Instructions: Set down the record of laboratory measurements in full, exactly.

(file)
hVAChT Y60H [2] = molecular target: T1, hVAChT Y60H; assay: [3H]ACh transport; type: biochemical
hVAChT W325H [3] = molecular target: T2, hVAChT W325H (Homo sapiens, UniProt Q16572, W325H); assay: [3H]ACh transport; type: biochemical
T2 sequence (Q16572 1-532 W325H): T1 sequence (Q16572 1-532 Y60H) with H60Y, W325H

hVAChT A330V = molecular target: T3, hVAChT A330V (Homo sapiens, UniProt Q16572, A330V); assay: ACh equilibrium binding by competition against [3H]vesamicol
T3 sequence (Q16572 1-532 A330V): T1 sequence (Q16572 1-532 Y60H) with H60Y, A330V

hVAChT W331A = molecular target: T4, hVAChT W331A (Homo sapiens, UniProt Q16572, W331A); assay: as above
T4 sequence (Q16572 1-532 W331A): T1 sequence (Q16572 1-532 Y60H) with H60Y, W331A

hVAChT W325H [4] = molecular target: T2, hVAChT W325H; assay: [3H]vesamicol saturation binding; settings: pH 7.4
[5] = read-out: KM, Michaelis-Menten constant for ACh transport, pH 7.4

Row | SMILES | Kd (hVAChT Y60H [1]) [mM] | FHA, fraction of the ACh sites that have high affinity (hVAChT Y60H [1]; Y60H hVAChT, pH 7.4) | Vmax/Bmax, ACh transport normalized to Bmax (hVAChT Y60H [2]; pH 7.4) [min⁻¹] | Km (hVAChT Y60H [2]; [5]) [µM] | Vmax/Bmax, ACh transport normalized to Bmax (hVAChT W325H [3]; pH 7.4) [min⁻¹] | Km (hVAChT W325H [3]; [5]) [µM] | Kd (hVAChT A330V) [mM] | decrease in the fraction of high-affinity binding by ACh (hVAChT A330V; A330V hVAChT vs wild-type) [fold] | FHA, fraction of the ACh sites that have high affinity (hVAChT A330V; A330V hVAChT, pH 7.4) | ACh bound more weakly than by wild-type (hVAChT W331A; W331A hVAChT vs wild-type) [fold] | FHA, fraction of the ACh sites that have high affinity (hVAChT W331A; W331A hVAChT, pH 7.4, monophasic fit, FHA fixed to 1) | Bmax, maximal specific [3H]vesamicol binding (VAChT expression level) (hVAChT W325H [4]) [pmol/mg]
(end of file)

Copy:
hVAChT Y60H [2] = molecular target: T1, hVAChT Y60H; assay: [3H]ACh transport; type: biochemical
hVAChT W325H [3] = molecular target: T2, hVAChT W325H (Homo sapiens, UniProt Q16572, W325H); assay: [3H]ACh transport; type: biochemical
T2 sequence (Q16572 1-532 W325H): T1 sequence (Q16572 1-532 Y60H) with H60Y, W325H

hVAChT A330V = molecular target: T3, hVAChT A330V (Homo sapiens, UniProt Q16572, A330V); assay: ACh equilibrium binding by competition against [3H]vesamicol
T3 sequence (Q16572 1-532 A330V): T1 sequence (Q16572 1-532 Y60H) with H60Y, A330V

hVAChT W331A = molecular target: T4, hVAChT W331A (Homo sapiens, UniProt Q16572, W331A); assay: as above
T4 sequence (Q16572 1-532 W331A): T1 sequence (Q16572 1-532 Y60H) with H60Y, W331A

hVAChT W325H [4] = molecular target: T2, hVAChT W325H; assay: [3H]vesamicol saturation binding; settings: pH 7.4
[5] = read-out: KM, Michaelis-Menten constant for ACh transport, pH 7.4

Row | SMILES | Kd (hVAChT Y60H [1]) [mM] | FHA, fraction of the ACh sites that have high affinity (hVAChT Y60H [1]; Y60H hVAChT, pH 7.4) | Vmax/Bmax, ACh transport normalized to Bmax (hVAChT Y60H [2]; pH 7.4) [min⁻¹] | Km (hVAChT Y60H [2]; [5]) [µM] | Vmax/Bmax, ACh transport normalized to Bmax (hVAChT W325H [3]; pH 7.4) [min⁻¹] | Km (hVAChT W325H [3]; [5]) [µM] | Kd (hVAChT A330V) [mM] | decrease in the fraction of high-affinity binding by ACh (hVAChT A330V; A330V hVAChT vs wild-type) [fold] | FHA, fraction of the ACh sites that have high affinity (hVAChT A330V; A330V hVAChT, pH 7.4) | ACh bound more weakly than by wild-type (hVAChT W331A; W331A hVAChT vs wild-type) [fold] | FHA, fraction of the ACh sites that have high affinity (hVAChT W331A; W331A hVAChT, pH 7.4, monophasic fit, FHA fixed to 1) | Bmax, maximal specific [3H]vesamicol binding (VAChT expression level) (hVAChT W325H [4]) [pmol/mg]